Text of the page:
Now, on my to-do list, the first three items on my list every day are going to be tasks meant specifically to achieve this second goal — to build up my passive income on this blog so I can write more of my own things rather than relying so much on ghostwriting income. That means every day, the first three tasks I complete will be designed specifically to build that revenue.
And it doesn't matter where on the urgency scale these tasks land. Some of them may be time-sensitive, but most of them aren't. Some of them might be money-generating, some of them might not be. For example, creating graphics and uploading pins to Pinterest will not get me any money and can be done anytime. But they will help me build traffic to this site, which will help show my affiliate links and courses to more people, which will, ultimately, increase my passive income.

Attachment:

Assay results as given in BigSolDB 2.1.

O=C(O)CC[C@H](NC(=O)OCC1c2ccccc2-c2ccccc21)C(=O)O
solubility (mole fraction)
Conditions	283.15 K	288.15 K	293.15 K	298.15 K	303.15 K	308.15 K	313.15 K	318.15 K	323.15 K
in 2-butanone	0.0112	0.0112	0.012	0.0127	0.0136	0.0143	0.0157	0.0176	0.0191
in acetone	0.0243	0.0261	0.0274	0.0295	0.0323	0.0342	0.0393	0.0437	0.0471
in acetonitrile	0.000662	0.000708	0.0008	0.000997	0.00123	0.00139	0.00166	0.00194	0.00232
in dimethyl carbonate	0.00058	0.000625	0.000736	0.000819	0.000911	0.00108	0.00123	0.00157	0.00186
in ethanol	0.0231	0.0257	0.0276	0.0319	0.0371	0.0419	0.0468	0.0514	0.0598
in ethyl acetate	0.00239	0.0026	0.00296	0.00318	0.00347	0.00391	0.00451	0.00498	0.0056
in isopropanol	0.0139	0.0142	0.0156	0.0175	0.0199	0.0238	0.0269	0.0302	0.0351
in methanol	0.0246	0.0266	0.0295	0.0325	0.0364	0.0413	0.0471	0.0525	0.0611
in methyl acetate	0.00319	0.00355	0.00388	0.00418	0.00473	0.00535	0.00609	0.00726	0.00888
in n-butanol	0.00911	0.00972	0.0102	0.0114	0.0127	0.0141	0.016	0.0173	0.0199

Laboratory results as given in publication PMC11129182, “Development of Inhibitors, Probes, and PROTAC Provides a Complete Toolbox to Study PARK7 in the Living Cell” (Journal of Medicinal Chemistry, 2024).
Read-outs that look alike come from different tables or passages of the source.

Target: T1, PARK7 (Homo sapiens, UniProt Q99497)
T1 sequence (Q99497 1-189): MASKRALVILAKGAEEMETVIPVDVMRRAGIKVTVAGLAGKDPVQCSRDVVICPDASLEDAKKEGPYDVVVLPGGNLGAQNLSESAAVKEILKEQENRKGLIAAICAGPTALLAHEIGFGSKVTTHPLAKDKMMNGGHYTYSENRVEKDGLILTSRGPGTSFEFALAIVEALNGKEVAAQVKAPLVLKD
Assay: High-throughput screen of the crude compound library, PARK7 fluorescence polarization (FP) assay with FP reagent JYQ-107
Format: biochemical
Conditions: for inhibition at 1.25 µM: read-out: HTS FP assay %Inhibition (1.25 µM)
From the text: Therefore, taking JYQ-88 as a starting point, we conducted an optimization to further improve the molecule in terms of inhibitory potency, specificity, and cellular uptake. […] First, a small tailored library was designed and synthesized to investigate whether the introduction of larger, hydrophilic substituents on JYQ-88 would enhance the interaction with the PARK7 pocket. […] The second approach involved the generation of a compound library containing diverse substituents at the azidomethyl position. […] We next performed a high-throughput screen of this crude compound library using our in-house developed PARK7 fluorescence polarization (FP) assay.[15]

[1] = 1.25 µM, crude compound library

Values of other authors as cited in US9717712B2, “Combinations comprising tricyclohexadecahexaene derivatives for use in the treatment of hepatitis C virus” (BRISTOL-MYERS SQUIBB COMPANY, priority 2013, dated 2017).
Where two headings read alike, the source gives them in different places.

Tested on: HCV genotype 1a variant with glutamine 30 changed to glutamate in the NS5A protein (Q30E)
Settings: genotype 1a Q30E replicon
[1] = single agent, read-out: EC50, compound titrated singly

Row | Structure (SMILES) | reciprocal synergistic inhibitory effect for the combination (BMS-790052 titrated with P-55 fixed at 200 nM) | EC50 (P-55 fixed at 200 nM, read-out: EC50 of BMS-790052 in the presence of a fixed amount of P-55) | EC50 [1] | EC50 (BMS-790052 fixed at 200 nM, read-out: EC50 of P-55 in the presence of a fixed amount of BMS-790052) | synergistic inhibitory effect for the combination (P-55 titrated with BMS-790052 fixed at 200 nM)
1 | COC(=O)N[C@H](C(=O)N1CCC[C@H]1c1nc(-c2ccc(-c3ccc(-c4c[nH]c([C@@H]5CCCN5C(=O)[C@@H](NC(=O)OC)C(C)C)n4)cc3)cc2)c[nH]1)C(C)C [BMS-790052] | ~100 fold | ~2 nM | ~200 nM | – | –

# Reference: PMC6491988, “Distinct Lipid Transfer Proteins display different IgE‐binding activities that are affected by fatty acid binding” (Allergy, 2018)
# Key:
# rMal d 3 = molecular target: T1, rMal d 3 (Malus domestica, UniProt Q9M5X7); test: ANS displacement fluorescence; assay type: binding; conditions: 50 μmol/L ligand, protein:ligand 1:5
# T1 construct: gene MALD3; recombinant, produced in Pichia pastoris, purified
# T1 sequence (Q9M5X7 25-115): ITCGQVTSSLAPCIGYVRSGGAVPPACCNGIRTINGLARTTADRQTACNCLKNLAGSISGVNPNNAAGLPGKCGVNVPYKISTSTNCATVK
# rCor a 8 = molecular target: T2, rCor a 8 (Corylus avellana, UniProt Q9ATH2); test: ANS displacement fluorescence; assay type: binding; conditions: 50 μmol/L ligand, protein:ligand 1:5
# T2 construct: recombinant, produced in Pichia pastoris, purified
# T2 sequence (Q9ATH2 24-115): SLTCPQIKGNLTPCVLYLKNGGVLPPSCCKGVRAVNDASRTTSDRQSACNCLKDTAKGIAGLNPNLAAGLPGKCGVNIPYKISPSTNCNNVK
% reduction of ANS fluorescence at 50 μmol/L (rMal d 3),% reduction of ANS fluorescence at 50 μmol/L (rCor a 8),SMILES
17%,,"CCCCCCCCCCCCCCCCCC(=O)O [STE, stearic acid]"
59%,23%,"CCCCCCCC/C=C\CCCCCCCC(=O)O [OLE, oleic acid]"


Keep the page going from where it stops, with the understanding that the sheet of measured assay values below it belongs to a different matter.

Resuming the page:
And that's the real goal.
With the old way, these tasks might end up near the end of my list. After all, everything else is more urgent. Laundry has to get done. Customer follow-ups have to be made. I have to eat.
Yet I get to the end of the day after crossing off some 15-20 tasks from my list and would still find myself no closer to my real goal. Graphics that never got made, blog posts that never got written, my own books sitting on the hard drive of my computer under a layer of virtual dust.
This changes that.
Of course, there are a bazillion other tasks that will still end up on your daily to-do list. But the first three tasks — every day — will be just for your main goals. And that means at the end of every single day no matter how many tasks you've been able to complete or how many tasks have been added to your unending to-do list, you will be at least three steps closer to meeting your ultimate goal.
Did you like this article? Here are some other posts you might enjoy about goal-setting!